Activity of the Mechanically Isolated Hybrid Stromal Vascular Fraction on Osteoarthritis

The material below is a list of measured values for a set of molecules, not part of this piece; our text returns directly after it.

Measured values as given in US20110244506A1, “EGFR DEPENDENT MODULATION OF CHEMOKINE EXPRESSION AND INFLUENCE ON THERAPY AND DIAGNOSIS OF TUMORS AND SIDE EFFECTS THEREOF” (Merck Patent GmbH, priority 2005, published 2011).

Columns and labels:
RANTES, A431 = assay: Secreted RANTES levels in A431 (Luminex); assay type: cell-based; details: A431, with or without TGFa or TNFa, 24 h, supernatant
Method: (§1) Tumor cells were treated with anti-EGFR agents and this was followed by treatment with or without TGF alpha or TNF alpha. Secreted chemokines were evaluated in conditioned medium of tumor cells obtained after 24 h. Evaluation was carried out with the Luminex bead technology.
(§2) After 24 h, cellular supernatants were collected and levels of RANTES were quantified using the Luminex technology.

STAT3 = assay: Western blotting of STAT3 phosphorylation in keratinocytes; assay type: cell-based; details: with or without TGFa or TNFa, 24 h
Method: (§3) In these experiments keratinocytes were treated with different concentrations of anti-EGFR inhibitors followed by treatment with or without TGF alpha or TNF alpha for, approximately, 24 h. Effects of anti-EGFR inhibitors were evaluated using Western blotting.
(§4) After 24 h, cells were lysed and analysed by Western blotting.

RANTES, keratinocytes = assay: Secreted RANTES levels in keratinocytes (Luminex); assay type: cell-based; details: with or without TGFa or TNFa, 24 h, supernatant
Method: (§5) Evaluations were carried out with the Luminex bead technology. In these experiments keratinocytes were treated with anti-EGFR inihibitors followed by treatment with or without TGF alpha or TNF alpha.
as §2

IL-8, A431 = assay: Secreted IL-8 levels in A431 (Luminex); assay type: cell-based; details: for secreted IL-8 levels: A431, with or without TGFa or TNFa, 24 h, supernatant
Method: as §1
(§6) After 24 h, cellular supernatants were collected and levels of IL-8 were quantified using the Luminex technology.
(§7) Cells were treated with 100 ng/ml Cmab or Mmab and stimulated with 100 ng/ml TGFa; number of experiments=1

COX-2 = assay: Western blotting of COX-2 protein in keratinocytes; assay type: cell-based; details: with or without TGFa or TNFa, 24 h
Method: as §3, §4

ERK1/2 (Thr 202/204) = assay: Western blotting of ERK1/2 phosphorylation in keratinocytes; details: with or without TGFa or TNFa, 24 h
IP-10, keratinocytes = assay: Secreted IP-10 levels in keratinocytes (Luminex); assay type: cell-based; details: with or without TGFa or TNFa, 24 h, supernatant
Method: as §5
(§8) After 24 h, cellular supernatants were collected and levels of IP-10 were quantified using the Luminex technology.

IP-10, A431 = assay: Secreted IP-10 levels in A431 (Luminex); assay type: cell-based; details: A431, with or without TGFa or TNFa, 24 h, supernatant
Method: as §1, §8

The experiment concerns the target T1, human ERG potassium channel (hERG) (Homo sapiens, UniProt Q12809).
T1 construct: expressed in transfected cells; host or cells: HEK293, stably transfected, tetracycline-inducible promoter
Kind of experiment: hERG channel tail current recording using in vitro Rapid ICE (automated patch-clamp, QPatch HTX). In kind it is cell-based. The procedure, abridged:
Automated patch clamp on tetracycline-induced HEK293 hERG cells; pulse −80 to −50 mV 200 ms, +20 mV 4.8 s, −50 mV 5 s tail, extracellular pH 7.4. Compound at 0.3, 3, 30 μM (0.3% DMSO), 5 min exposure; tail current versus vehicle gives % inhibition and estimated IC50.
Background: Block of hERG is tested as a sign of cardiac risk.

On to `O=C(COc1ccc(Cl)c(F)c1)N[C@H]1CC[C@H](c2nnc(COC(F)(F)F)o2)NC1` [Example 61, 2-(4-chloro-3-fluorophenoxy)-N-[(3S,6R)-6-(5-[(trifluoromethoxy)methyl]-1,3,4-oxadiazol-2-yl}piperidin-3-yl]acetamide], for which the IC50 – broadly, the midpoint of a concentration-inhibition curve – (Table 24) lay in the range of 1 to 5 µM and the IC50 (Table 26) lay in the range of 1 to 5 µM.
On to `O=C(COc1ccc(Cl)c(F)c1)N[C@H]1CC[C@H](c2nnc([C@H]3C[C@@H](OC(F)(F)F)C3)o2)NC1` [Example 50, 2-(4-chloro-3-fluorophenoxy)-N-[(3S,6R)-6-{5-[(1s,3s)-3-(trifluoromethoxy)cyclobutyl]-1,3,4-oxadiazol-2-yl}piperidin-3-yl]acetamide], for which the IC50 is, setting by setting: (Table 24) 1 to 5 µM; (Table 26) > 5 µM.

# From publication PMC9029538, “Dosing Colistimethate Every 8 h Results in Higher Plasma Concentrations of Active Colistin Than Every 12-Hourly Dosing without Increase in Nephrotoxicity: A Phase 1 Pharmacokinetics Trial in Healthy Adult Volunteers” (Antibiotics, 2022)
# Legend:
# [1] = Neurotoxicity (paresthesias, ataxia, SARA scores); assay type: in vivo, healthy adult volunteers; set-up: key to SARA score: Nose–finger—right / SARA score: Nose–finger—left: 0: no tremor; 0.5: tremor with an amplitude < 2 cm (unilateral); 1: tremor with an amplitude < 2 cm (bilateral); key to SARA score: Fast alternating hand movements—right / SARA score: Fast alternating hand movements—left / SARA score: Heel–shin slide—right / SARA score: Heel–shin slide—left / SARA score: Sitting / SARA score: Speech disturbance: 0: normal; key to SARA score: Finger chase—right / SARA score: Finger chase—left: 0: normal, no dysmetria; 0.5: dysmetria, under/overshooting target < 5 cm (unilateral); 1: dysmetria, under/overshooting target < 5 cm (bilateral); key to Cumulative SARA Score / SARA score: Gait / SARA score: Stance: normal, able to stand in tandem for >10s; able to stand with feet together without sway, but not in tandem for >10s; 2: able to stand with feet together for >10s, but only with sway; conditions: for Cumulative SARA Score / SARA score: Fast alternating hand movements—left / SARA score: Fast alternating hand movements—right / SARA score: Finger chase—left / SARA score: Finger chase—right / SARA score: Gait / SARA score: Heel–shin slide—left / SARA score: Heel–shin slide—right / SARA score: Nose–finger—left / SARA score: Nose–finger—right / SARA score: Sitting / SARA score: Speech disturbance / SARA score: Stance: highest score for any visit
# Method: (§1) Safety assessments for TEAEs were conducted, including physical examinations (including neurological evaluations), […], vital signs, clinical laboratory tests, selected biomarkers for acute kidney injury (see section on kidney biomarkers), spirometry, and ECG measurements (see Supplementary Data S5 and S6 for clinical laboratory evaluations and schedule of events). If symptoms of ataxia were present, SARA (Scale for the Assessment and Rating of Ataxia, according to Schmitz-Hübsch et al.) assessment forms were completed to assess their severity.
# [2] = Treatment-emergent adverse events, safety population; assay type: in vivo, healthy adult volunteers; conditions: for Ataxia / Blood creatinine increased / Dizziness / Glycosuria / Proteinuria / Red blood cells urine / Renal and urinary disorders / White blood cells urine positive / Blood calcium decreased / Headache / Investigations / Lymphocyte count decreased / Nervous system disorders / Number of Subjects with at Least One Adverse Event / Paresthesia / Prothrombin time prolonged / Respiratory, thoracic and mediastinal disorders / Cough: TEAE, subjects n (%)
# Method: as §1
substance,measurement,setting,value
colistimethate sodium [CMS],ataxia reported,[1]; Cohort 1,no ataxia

Background: Regenerative medicine holds promise for treating degenerative and inflammatory conditions like osteoarthritis (OA). However, the complex molecular mechanisms of OA and the limitations of current therapies remain challenges. Adipose-derived stem cells (ADSC) and stromal vascular fraction (SVF) are gaining attention for OA treatment due to their abundance in adipose tissue. The literature delineates two primary techniques for SVF extraction from adipose tissue: enzymatic digestion and mechanical methods. The Lipocube Hybrid SVF presents a straightforward and secure mechanical isolation method for SVF, enhancing its regenerative potential for various applications. Purpose: This study aims to provide valuable insights into the potential of Lipocube Hybrid SVF as a regenerative therapy for OA, contributing to the broader understanding of its applicability in addressing this debilitating condition. Method: To assess the effectiveness and safety of the Lipocube Hybrid SVF, we have designed a comparative study that evaluates cellular activity and viability, phenotypic characterization, and differentiation potential. The in vitro activity of mechanically isolated SVF is compared to the established gold standard enzymatic digestion method. After in vitro studies, Lipocube Hybrid mechanical isolation method was used to isolate SVF and applied in 42 knee and 7 hip joints of 28 patients with Grade II, Grade III, and Grade IV OA. Results: The Lipocube Hybrid group had slightly lower viable cell numbers but higher cell viability. Flow cytometry analysis showed the Lipocube Hybrid group exhibited more favorable markers for regenerative potential and reduced inflammatory response. Additionally, both groups demonstrated successful osteogenic differentiation, with the Lipocube Hybrid group excelling in chondrogenic and adipogenic differentiation. The clinical application of the Lipocube Hybrid SVF in OA patients resulted in significant improvements in WOMAC and VAS scores across different OA grades. Conclusions: This comparative study was conducted to evaluate the effectiveness and safety of the Lipocube Hybrid SVF, which has shown promise in laboratory settings, for different stages of osteoarthritis. The study findings provide valuable insights into the potential of Lipocube Hybrid SVF as a regenerative therapy for OA, highlighting its suitability for addressing this debilitating condition.